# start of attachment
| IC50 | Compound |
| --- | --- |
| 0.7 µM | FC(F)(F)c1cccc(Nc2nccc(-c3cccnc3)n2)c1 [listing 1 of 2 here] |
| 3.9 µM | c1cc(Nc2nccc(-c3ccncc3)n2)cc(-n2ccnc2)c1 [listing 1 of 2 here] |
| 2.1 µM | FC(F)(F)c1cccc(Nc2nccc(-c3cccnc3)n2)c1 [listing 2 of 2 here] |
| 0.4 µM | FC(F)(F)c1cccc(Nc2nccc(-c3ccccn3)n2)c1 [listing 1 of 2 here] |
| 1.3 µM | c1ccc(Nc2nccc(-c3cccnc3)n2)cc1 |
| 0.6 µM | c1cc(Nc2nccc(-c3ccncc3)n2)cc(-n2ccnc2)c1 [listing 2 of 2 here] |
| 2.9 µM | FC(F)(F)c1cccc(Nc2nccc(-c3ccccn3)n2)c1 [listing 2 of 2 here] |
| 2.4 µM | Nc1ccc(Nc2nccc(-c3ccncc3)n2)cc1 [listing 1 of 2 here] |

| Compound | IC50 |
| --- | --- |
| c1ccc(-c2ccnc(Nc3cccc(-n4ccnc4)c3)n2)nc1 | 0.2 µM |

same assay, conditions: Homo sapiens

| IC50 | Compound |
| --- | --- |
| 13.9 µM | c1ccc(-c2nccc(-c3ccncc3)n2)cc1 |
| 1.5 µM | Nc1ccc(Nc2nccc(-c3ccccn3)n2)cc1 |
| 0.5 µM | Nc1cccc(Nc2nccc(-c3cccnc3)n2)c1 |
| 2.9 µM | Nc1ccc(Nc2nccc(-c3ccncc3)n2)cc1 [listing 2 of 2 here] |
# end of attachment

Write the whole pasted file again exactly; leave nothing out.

| IC50 | Compound |
| --- | --- |
| 0.7 µM | FC(F)(F)c1cccc(Nc2nccc(-c3cccnc3)n2)c1 [listing 1 of 2 here] |
| 3.9 µM | c1cc(Nc2nccc(-c3ccncc3)n2)cc(-n2ccnc2)c1 [listing 1 of 2 here] |
| 2.1 µM | FC(F)(F)c1cccc(Nc2nccc(-c3cccnc3)n2)c1 [listing 2 of 2 here] |
| 0.4 µM | FC(F)(F)c1cccc(Nc2nccc(-c3ccccn3)n2)c1 [listing 1 of 2 here] |
| 1.3 µM | c1ccc(Nc2nccc(-c3cccnc3)n2)cc1 |
| 0.6 µM | c1cc(Nc2nccc(-c3ccncc3)n2)cc(-n2ccnc2)c1 [listing 2 of 2 here] |
| 2.9 µM | FC(F)(F)c1cccc(Nc2nccc(-c3ccccn3)n2)c1 [listing 2 of 2 here] |
| 2.4 µM | Nc1ccc(Nc2nccc(-c3ccncc3)n2)cc1 [listing 1 of 2 here] |

| Compound | IC50 |
| --- | --- |
| c1ccc(-c2ccnc(Nc3cccc(-n4ccnc4)c3)n2)nc1 | 0.2 µM |

same assay, conditions: Homo sapiens

| IC50 | Compound |
| --- | --- |
| 13.9 µM | c1ccc(-c2nccc(-c3ccncc3)n2)cc1 |
| 1.5 µM | Nc1ccc(Nc2nccc(-c3ccccn3)n2)cc1 |
| 0.5 µM | Nc1cccc(Nc2nccc(-c3cccnc3)n2)c1 |
| 2.9 µM | Nc1ccc(Nc2nccc(-c3ccncc3)n2)cc1 [listing 2 of 2 here] |